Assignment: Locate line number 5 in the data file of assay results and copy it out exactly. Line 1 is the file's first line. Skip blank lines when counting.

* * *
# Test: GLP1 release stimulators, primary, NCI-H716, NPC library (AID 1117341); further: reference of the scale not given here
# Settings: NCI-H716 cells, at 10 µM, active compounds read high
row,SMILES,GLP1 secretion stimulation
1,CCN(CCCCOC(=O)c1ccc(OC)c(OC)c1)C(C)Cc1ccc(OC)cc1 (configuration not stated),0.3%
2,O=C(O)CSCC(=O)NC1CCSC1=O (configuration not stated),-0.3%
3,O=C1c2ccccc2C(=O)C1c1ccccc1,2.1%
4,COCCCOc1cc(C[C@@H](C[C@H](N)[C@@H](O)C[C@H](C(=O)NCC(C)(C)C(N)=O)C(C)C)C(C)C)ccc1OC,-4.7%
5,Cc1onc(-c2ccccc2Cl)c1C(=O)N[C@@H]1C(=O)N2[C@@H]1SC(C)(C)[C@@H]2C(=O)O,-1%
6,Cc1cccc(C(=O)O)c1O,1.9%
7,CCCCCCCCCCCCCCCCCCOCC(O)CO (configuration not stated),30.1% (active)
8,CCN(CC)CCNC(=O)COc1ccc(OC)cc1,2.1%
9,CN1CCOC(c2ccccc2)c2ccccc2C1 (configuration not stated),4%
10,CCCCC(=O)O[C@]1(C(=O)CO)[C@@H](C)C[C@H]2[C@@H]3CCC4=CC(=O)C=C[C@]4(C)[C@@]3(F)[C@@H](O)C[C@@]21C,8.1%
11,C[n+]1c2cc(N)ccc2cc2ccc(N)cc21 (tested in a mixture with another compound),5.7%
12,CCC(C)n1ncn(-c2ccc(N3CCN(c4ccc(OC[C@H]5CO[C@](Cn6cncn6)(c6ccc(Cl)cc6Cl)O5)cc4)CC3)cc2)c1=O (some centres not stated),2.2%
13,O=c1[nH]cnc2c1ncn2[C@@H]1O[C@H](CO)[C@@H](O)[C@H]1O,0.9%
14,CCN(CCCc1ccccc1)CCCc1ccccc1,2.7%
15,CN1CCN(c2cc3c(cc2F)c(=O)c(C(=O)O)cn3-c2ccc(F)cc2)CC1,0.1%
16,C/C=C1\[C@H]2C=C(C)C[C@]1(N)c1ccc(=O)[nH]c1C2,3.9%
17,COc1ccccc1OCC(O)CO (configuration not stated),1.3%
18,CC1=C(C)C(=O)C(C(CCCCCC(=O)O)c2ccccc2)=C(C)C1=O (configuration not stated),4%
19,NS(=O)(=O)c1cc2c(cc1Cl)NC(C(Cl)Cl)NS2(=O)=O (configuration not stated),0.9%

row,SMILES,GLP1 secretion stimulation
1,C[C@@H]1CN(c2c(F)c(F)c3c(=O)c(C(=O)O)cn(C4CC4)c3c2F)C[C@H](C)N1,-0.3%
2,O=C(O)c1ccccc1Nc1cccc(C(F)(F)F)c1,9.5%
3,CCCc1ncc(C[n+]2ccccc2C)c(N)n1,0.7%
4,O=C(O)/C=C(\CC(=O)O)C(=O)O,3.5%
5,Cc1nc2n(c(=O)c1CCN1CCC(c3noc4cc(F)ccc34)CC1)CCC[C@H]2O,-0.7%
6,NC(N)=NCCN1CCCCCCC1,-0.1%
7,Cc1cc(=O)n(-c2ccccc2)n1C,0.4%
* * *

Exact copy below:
2,O=C(O)CSCC(=O)NC1CCSC1=O (configuration not stated),-0.3%